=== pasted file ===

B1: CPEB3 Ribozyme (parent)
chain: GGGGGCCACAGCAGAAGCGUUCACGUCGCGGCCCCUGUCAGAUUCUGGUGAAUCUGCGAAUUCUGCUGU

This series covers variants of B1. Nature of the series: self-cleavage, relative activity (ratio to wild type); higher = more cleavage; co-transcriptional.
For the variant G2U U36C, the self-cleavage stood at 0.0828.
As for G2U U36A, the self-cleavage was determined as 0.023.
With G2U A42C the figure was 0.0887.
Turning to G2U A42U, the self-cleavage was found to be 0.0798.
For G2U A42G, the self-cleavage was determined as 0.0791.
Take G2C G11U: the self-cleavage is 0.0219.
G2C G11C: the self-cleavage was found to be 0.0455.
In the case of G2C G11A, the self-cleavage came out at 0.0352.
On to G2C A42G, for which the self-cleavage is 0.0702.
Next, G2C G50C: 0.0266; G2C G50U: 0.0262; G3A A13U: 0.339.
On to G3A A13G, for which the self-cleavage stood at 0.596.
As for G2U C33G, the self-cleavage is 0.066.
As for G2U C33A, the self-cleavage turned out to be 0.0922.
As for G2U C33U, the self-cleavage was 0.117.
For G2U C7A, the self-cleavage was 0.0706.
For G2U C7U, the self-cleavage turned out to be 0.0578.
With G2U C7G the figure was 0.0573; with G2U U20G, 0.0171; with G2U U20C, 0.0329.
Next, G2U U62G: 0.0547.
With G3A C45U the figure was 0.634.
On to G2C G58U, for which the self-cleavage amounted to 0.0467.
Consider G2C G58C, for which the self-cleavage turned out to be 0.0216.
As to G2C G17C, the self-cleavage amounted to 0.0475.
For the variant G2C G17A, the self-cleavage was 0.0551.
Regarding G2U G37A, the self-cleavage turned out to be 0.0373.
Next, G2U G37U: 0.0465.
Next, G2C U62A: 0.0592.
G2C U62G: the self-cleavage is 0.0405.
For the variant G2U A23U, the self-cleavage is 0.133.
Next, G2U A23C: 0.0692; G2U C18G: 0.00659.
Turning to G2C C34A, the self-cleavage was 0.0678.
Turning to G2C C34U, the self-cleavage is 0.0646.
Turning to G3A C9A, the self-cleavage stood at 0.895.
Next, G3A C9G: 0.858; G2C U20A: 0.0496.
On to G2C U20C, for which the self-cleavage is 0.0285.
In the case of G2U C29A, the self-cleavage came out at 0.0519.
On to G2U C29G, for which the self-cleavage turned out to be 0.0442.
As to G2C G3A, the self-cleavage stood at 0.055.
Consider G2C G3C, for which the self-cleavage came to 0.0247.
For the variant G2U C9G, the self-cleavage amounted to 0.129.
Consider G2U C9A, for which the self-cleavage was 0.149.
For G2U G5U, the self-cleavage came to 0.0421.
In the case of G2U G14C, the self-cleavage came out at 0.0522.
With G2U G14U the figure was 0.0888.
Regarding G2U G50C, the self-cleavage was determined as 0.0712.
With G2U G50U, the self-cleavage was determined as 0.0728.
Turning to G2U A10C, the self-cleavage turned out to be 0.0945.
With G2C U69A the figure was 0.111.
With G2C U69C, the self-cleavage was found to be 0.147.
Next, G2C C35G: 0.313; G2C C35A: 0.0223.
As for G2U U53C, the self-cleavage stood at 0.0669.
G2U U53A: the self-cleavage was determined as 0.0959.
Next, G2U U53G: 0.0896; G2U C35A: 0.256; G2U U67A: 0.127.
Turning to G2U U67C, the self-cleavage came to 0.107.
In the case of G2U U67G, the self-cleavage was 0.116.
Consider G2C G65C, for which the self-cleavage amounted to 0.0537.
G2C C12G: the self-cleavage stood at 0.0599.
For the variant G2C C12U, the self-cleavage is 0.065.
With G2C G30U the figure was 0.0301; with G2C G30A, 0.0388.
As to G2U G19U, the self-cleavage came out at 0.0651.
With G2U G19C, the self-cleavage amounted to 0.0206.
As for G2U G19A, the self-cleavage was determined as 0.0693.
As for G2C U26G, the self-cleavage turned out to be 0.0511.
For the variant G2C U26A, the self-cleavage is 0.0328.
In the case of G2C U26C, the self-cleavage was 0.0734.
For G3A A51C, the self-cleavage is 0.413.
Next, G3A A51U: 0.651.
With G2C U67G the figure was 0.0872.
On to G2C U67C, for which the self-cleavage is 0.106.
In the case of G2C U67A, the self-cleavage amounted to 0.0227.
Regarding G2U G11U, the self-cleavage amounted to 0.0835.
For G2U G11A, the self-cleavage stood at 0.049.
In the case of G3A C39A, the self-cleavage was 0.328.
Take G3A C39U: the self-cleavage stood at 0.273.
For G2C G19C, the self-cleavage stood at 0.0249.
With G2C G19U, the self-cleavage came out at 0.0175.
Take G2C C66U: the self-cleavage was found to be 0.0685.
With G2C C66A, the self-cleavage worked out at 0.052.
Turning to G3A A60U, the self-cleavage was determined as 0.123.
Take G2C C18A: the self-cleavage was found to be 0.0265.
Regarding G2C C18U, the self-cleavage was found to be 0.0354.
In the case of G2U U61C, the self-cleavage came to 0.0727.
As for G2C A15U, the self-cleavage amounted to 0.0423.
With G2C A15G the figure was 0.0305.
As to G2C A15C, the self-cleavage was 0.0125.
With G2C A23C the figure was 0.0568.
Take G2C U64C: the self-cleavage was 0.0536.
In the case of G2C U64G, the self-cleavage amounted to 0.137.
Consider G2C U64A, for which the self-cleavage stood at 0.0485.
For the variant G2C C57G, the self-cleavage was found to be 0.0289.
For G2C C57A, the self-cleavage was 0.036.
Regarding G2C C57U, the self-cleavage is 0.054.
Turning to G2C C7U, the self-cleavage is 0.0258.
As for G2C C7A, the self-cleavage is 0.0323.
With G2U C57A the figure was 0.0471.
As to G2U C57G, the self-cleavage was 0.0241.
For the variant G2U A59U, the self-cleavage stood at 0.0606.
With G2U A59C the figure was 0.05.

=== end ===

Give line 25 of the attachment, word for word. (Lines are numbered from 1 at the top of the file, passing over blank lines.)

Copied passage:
As to G2C G17C, the self-cleavage amounted to 0.0475.